Columbus assistant coach leaves team due to ‘private family matter’


Assistant coach Dan Hinote is leaving the Columbus Blue Jackets organization due to a personal matter, the club announced on Tuesday.

“I’m disappointed that Dan won’t be continuing the work we’ve started here, but I understand his desire and need to put family matters first,” said Blue Jackets Head Coach Todd Richards said in a statement. “He has been a great asset to our staff and I want to thank him for his hard work and dedication.”

Here’s more, from the Columbus Dispatch:

Hinote, citing a “private family matter,” will move to Chicago later this summer, he told The Dispatch. He declined to comment further.

The Blue Jackets hired Hinote as a third assistant coach four seasons ago, after his playing career ended with a season in Europe. He was promoted to replace Keith Acton two years ago when Acton left for Edmonton.

Blue Jackets general manager Jarmo Kekalainen signed Richards to a two-year extension last month, putting him under contract through the 2016-17 season. The assistants are next in line for long-term deals.

Hinote, 37, joined the Jackets’ coaching staff just two years after wrapping his NHL career. His best season came during the 2000-01 campaign, when he posted a career-high 15 points for the Stanley Cup-winning Avalanche.

Losing Hinote could be big for Columbus. He’s part of a coaching staff that’s been praised repeatedly throughout the last two seasons for coaxing good results out of a hard-working team, one that won its first-ever playoff games against Pittsburgh this spring.

Raffl coverts PTO into one-year, $575K deal with Jets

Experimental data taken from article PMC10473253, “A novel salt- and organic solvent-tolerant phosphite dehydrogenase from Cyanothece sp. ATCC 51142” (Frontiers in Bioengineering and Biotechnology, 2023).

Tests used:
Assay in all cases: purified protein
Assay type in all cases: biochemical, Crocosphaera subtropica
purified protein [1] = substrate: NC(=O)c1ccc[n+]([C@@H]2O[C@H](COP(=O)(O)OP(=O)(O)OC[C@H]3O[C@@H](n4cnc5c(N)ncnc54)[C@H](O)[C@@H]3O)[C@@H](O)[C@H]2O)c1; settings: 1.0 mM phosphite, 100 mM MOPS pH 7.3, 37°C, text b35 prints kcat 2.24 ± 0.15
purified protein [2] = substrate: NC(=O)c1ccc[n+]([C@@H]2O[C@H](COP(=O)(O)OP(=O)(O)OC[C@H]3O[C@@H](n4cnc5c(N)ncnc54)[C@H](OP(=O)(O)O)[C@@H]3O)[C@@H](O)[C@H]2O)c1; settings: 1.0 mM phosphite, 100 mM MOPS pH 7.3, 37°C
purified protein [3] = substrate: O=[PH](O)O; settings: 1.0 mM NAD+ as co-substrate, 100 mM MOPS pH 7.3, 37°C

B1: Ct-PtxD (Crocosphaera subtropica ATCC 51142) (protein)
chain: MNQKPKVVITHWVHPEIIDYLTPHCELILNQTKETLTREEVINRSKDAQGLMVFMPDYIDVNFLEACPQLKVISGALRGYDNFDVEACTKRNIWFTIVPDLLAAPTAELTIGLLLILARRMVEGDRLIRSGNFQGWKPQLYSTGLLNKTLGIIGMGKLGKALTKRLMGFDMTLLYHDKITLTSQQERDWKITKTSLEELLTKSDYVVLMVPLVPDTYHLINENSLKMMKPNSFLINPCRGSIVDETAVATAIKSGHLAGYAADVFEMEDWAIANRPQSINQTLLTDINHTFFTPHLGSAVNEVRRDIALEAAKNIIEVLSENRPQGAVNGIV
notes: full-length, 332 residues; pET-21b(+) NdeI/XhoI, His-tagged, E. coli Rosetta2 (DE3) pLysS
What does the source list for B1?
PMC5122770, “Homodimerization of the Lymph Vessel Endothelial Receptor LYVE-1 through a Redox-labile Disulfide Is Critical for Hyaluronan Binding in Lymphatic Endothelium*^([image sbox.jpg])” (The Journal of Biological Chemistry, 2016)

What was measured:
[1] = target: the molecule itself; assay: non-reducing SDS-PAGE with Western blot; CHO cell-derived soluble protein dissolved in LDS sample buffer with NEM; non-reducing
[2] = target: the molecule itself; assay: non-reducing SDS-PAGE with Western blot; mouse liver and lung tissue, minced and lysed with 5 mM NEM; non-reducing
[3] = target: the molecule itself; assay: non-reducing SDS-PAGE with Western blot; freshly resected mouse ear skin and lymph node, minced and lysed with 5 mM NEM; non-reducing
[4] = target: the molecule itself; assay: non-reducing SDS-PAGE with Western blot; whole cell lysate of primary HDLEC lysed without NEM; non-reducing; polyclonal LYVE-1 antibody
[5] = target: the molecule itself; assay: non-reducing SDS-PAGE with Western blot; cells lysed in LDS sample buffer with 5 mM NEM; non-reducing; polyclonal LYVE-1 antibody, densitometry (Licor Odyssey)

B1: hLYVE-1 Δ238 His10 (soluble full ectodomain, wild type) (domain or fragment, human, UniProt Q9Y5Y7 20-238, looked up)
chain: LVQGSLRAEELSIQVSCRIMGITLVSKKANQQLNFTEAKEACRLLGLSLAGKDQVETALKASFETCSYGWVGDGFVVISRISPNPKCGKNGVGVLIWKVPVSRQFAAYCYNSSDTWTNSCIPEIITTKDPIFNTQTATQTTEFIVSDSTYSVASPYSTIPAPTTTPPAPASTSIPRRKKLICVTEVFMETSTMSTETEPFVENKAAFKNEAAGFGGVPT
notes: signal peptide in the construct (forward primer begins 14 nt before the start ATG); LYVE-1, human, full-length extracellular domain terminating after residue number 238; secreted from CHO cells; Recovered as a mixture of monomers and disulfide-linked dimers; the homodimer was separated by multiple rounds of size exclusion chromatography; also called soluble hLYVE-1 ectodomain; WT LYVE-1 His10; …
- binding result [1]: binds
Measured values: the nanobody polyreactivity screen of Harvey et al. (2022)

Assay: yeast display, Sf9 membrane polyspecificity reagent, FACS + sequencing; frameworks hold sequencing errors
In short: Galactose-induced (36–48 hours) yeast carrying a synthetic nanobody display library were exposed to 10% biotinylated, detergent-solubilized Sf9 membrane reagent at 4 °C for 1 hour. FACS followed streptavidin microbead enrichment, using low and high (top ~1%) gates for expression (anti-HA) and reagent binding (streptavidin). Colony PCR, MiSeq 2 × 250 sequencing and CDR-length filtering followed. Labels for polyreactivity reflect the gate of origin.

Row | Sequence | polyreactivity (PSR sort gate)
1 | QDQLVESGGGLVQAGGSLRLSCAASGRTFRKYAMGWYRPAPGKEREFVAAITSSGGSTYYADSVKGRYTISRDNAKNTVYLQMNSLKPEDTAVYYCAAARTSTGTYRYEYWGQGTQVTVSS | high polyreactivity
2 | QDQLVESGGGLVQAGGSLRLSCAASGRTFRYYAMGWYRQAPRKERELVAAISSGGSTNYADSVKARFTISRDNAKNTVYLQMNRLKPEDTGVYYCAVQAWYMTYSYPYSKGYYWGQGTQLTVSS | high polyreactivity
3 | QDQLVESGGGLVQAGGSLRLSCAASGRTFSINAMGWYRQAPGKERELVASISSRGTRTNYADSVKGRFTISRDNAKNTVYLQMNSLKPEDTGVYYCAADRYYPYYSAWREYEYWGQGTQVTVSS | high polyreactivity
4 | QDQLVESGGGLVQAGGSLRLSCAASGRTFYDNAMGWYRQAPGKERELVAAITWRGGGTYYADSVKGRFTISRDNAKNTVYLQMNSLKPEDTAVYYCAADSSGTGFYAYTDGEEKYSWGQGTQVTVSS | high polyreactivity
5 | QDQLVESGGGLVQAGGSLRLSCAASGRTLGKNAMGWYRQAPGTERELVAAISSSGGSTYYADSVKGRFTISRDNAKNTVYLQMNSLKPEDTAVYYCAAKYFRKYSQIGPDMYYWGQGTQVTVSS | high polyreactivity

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There’s another Raffl in the NHL.

On Tuesday, the Jets announced that Thomas Raffl — the older brother of Flyers forward Michael Raffl — has signed a one-year, one-way deal worth $575,000.

Raffl, 29, was in Winnipeg’s camp on a PTO after a lengthy career in Europe. He spent time playing in Sweden and his native Austria, most recently with powerhouse EC Red Bull Salzburg — last year, Raffl scored 53 points in 52 games for Salzburg and three in seven games for Austria while serving as team captain at the World Hockey Championships.

“We would like to recognize and express our appreciation to the EC Red Bull Salzburg organization for allowing Thomas and the Winnipeg Jets this opportunity,” Jets GM Kevin Cheveldayoff said in a statement.

With the Jets, Raffl projects to play in the bottom-six forward group, where he can utilize his 6-foot-4, 215-pound frame in a checking-slash-energy role.

For now, though, he’ll start out with the club’s AHL affiliate in Manitoba.

Flyers to start season with seven d-men; MacDonald sent to AHL

Andrew MacDonald, Matt Calvert
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Seven defensemen will comprise the Philadelphia Flyers’ opening-day roster, which the club finalized today.

Those seven are Radko Gudas, Michael Del Zotto, Luke Schenn, Nick Schultz, Brandon Manning, Mark Streit, and Evgeny Medvedev.

Not on the list? Andrew MacDonald, who has cleared waivers and been assigned to AHL Lehigh Valley. (That move allowed the Flyers to keep both Manning and youngster Scott Laughton.)

Also not on the list were prospects Shayne Gostisbehere, Robert Hagg, Sam Morin, Ivan Provorov and Travis Sanheim. The first three will start the season in the AHL. The last two have been sent back to junior.

But the opening-day roster is not where this story ends. How the Flyers’ defensive mix changes as the season progresses will be worth watching.

They’d no doubt love to move Schenn, a pending unrestricted free agent with a $3.6 million cap hit. He could also end up in the AHL, a la MacDonald.

Medvedev, the 33-year-old who came over from the KHL and put up five points in five preseason games, is another pending UFA. The club could either look to re-sign or flip him.

Might 37-year-old Streit be a chip worth cashing in at the deadline, especially if the Flyers aren’t in a playoff position on Feb. 29? He’s only got two years left on his contract.

Meanwhile, GM Ron Hextall will be watching pending restricted free agents Manning and Gudas closely. Are they part of the future?

So, lots of decisions to make in Philly as the blue line continues its much-needed transition.